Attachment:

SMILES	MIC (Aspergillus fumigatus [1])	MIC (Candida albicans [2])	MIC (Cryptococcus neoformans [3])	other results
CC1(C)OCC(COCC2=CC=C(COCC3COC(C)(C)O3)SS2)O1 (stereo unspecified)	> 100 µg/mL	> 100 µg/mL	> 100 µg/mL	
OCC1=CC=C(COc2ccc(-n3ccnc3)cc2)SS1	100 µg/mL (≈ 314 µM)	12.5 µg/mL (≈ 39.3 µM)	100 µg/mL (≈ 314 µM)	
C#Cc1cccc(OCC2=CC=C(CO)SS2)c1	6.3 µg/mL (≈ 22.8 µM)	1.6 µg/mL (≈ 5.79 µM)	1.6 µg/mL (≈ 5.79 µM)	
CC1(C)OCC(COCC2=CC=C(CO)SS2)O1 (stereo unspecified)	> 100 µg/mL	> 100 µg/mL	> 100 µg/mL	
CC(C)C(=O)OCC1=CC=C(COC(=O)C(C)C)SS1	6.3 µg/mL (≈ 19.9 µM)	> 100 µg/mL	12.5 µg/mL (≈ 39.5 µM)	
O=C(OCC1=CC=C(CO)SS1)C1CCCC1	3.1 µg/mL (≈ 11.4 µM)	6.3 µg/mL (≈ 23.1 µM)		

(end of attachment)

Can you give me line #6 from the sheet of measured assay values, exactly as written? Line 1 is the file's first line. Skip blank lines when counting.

CC(C)C(=O)OCC1=CC=C(COC(=O)C(C)C)SS1	6.3 µg/mL (≈ 19.9 µM)	> 100 µg/mL	12.5 µg/mL (≈ 39.5 µM)	